Author, journalist, and Jersey girl Robin Friedman has written five published novels for teens and tweens, and more than 100 newspaper and magazine articles on flirting, being nice, road rage, multitasking, and the prom. Her latest teen novel, NOTHING, is the first about a boy with an eating disorder. Visit her at robinfriedman.com or myspace.com/robinfriedman.
It took me four years to get published for the first time.
I've heard that's a short amount of time, but it felt like four centuries to me.
It took me ANOTHER four years, however, to get published for the second time. And three years AFTER THAT to get published for the third time. (It was the fourth time, mercifully, that happened not-so-incredibly-slowly.)
My editor left my publishing house, my new editor rejected my next novels, I had no agent and couldn't seem to get one, and, in the end, my publishing house squashed its book program all together.
I was back in that struggling-to-get-out-of-the-slush-pile thing.
But this time it was much worse than it was before.
I couldn't apply for "unpublished writer" contests or "unpublished writer" grants or "unpublished writer" conferences, because, technically, I did have one book published. At the same time, though, I had ZERO books in the pipeline.
I was trapped in a kind of Publishing Purgatory-- and I felt alone, ashamed, and lost.
There are no organizations for "under-published writers."
I was too embarrassed to discuss it anyway. I stammered when people asked me about my second book.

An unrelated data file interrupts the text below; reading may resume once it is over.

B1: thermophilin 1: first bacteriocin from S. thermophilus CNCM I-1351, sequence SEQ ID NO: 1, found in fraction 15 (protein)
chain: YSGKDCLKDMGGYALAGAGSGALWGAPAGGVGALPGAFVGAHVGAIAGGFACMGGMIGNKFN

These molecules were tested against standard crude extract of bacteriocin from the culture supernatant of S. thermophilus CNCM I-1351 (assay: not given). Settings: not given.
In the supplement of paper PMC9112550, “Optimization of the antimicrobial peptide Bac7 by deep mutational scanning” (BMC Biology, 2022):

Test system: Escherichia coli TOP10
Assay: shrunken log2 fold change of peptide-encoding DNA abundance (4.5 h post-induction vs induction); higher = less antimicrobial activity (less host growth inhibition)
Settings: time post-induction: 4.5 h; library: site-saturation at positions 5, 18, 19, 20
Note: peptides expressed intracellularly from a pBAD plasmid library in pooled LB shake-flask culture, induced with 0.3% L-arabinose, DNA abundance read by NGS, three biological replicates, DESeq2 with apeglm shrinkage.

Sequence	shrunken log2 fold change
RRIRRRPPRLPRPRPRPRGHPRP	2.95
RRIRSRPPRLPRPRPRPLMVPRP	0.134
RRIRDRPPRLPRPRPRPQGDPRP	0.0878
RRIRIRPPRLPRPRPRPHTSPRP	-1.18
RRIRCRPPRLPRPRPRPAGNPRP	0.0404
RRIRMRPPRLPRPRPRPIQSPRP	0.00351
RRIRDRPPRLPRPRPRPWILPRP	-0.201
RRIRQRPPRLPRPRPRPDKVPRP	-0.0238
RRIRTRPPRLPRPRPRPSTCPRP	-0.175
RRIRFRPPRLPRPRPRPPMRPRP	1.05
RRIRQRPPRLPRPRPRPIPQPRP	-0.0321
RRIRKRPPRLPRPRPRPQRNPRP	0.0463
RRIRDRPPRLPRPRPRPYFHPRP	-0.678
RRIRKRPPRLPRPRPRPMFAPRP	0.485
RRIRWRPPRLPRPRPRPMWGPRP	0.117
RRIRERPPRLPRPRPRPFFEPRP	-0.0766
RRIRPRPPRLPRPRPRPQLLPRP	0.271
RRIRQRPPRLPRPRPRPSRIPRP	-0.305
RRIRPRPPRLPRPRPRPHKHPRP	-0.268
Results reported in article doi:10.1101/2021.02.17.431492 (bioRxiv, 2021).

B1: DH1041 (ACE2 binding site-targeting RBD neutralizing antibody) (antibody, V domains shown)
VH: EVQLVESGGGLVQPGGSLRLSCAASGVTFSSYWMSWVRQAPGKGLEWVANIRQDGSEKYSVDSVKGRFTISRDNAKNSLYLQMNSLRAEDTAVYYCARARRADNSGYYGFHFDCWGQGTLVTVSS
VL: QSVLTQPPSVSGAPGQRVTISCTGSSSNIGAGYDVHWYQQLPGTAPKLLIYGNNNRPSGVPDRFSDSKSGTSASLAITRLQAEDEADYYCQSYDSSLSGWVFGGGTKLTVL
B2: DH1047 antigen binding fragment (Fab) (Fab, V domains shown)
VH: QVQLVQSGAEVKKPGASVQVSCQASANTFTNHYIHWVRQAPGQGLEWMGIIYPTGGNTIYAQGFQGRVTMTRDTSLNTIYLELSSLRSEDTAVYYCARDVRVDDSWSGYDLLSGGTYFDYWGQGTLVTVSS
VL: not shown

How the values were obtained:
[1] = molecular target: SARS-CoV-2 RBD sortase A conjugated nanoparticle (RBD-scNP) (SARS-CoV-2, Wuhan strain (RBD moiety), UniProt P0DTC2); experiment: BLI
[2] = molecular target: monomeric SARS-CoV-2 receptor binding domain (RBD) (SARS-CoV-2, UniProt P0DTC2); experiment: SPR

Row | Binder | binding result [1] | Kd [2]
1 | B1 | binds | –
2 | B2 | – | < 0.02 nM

They stopped asking.
And yet, I kept trying. I wrote, rewrote, submitted, went to conferences.
I came heart-breakingly close.
Like the time an editor called me at home, breathless with excitement, to tell me he was going to show my novel to his boss that afternoon. Four weeks later, his boss said no.
Or the time an editor again called me at home, this time to go over my novel, page by page, with suggestions for revision. A month later, she turned it down with a three-line e-mail.
There were the enthusiastic revision letters, the enthusiastic revision e-mails, the enthusiastic promises of taking my novels to acquisitions.
But none of it ever worked out.
And I don't know why I kept going.
Or all of the above?
I had quit my "day job" as a newspaper reporter to live the dream of being a "full-time author."
But my dream had turned into a nightmare. I was out of work-- on two fronts.
So I returned to full-time journalism. And, ironically, it was then that my luck changed.
I know other writers who have been-- or still are-- in this position. "Droughts," they call it. And yet, in the age of the Never-Ending Listserv, Message Board, Oprah couch, and MySpace Profile, I never hear anything about this topic, and I suspect it's due to those same feelings I had... embarrassment, shame, loneliness.
That's unfortunate. Because only other writers could possibly understand the peculiar pain of this frustration.
And writing is already a lonely profession.
Six months after returning to the full-time workforce, I sold two teen novels within three months of each other. Was it karma that caused this change of luck? The universe's idea of a great practical joke? Or a totally random act of kindness? I'll never know. But I do know working full time took away much of my loneliness, desperation, and feeling of being undervalued-- those same feelings I often see in fellow writers.